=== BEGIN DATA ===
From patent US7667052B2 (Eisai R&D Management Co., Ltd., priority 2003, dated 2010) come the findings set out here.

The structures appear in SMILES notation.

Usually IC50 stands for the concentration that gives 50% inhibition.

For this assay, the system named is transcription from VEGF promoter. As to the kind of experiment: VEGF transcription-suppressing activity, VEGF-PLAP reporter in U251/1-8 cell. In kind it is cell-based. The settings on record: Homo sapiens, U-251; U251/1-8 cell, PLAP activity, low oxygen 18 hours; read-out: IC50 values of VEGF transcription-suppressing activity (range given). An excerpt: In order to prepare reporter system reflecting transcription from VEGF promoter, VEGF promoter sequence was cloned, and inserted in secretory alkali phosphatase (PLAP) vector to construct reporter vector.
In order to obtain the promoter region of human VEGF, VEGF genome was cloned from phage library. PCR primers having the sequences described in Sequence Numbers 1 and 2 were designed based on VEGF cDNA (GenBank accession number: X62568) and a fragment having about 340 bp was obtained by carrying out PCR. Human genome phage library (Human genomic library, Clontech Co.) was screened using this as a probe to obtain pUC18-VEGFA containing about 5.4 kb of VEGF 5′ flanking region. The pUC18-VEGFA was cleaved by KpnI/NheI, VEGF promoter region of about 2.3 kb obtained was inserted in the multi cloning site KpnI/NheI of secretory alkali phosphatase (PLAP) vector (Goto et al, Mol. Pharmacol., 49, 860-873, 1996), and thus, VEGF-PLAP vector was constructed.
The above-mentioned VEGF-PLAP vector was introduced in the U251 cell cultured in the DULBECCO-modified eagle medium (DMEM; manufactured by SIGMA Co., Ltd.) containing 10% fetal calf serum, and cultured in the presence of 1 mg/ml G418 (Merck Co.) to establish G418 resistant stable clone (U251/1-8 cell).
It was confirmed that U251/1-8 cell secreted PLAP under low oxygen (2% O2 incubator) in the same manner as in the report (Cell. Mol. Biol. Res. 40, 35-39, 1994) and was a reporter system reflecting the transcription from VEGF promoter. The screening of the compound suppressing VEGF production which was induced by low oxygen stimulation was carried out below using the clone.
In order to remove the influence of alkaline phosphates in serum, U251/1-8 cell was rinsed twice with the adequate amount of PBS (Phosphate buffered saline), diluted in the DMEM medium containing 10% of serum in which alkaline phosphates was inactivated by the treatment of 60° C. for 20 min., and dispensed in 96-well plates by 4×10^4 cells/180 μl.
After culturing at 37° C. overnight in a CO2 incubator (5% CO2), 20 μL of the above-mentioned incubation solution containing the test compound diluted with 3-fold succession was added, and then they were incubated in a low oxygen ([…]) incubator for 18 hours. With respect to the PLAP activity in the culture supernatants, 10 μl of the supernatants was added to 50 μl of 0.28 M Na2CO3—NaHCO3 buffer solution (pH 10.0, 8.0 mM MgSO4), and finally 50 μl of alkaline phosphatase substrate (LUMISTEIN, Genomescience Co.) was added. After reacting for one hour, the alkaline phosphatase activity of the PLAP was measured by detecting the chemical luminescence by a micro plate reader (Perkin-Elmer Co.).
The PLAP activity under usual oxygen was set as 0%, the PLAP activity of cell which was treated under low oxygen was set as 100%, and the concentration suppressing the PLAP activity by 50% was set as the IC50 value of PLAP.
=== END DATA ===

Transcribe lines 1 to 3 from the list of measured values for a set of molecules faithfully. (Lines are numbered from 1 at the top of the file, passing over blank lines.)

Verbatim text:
From patent US7667052B2 (Eisai R&D Management Co., Ltd., priority 2003, dated 2010) come the findings set out here.

The structures appear in SMILES notation.

Usually IC50 stands for the concentration that gives 50% inhibition.